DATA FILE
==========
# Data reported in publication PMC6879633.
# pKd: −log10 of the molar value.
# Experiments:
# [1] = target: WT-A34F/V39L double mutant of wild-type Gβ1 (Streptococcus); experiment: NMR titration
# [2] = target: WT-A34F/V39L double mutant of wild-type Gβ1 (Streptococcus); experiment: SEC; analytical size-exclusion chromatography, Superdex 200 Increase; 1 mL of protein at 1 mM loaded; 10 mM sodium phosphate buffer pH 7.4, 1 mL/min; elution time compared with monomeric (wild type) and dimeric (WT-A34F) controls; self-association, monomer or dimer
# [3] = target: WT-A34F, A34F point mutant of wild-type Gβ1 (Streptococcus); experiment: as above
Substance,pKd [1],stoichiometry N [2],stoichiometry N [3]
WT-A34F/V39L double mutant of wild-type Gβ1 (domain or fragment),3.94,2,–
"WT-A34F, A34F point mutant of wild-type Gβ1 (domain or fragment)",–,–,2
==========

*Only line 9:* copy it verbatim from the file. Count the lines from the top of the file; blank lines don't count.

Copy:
"WT-A34F, A34F point mutant of wild-type Gβ1 (domain or fragment)",–,–,2